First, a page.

On the golf course, at the ballpark or in the arena ... if Fred Roufs was there, you usually knew it.
On Tuesday, the Mankato area, and much of the state, lost a great friend and supporter when Roufs, 73, passed away. He was a tireless ambassador for amateur baseball and true supporter of Minnesota State athletics, being inducted into the university’s Hall of Fame in 2012.
He will be missed by so many people across the state sports scene, especially here and in Marshall. He was inducted into the Marshall Baseball Hall of Fame in 2019 after spending several years coaching and serving on the board of directors there.
It was a tough last month for Roufs, who had suffered with COVID-19 and Guillain-Barre Syndrome before finally passing away at a rehabilitation facility in Sioux Falls, South Dakota. There was much confidence among his friends that if anyone could overcome the challenges, Freddy would be that guy.
Roufs served on the Minnesota Baseball Association board for 26 years and became the MBA’s president in May. He was a major force behind putting together last summer’s season and state tournament, developing health and safety protocols during the pandemic that weren’t universally popular. He knew it would be tough, and there would be plenty of hurdles, but he worked tirelessly so that athletes would have a chance to play the sport they loved.
He’ll be greatly missed at Minnesota State, where he was a booster of every sport. You see a lot of people who attend the football, basketball and/or hockey games, but Roufs would also make his way to wrestling, baseball and the other sports, wearing his purple Mavericks cap. There was a moment of silence in Roufs’ honor before Thursday’s wrestling match at Minnesota State.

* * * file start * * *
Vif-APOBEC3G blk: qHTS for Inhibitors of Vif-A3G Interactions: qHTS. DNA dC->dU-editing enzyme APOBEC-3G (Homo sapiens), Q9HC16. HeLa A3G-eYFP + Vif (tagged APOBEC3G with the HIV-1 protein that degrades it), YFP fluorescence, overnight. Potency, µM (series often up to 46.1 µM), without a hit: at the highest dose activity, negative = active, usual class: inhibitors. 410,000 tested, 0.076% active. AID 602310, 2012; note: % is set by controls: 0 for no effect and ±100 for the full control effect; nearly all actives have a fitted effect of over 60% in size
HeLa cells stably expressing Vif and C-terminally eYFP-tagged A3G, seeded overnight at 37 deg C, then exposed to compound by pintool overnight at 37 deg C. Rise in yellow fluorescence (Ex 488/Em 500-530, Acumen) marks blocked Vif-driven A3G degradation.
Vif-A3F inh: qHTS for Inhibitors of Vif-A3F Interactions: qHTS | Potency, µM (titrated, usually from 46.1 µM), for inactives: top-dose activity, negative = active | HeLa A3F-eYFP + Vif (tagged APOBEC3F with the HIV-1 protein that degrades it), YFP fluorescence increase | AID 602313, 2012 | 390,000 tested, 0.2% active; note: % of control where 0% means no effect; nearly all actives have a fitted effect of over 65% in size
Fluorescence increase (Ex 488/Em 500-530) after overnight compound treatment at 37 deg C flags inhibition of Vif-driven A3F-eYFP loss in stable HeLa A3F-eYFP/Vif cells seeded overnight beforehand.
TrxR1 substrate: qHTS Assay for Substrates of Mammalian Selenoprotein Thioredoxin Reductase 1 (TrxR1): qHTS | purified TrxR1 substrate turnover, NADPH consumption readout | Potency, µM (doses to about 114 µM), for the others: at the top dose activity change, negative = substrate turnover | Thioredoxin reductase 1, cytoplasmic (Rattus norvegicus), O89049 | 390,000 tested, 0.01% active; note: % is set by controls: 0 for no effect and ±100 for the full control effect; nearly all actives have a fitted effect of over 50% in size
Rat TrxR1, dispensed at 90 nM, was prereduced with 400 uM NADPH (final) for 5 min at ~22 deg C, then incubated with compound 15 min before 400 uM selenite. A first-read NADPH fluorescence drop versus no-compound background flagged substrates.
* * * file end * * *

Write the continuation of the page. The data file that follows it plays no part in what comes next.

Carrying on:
Personally, he was just a good person, always willing and eager to talk at length about local sports.
On the golf course, he was a character, always talking a better game than he played. He contorted with every swing, sending the golf ball toward the hole with more hope than precision.
But afterward he was all laughs and self-deprecating jokes.
We used to play together in a golf tournament at Le Sueur, his hometown. It would take him twice as long to play because he’d need to catch up with old friends on the course and reminisce about those good, old times. People sought him out to catch up, certain he knew a little something about everybody.
If Roufs met you, he never forgot you. If he hadn’t met you, well ... there’s no time like to present to get acquainted.
He might not always agree with you, but he’d always listen. And he was so passionate about his beliefs, it was tough not to consider his position, at the very least.
There are so few people as engaged in the local sports scene as Roufs was. There aren’t many that leave such a large hole in a state and community.
Summer baseball in the area will never be the same. Minnesota State athletics will never be the same. The Mankato Golf Club will never be the same.
Mankato lost a great supporter of local sports on Tuesday. It’s still hard to believe.
Chad Courrier is the Free Press sports editor. He’s at 507-344-6353, email@example.com or on Twitter @ChadCourrier.